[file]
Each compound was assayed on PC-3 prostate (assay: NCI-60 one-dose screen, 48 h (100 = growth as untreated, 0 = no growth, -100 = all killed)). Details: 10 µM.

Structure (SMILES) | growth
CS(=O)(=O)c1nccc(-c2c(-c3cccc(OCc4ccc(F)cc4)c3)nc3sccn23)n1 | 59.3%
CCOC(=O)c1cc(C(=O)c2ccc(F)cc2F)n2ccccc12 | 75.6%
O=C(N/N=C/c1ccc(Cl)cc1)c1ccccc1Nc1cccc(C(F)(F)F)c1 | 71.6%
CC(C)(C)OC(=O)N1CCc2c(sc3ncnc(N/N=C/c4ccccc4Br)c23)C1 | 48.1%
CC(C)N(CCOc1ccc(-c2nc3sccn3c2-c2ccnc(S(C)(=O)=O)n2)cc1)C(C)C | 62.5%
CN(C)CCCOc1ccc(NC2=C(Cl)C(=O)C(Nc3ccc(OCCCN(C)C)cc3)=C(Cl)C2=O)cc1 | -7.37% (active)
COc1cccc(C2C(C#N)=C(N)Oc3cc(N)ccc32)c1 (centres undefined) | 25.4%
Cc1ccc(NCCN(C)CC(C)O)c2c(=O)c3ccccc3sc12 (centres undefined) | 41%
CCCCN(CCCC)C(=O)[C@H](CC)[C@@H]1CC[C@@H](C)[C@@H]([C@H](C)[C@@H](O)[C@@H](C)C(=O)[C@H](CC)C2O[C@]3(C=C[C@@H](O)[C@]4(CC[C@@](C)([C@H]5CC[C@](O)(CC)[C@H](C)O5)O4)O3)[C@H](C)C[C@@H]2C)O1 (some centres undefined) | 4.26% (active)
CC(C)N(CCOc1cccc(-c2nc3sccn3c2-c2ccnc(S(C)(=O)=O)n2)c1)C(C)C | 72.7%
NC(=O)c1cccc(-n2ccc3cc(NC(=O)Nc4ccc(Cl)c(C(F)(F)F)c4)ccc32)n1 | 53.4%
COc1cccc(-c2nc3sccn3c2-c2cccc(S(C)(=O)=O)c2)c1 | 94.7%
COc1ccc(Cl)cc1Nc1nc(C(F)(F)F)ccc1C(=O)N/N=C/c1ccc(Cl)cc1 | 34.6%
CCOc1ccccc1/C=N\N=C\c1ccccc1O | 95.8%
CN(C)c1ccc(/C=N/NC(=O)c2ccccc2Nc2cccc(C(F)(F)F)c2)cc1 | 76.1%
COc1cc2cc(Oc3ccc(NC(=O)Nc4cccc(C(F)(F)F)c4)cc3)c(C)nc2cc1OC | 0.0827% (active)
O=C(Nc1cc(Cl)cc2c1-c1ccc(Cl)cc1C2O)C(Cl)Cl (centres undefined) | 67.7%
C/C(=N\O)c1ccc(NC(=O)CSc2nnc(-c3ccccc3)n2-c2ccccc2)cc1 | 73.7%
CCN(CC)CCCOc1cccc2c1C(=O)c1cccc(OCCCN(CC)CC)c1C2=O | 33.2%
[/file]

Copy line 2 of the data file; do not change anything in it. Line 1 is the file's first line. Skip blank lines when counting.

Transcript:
Structure (SMILES) | growth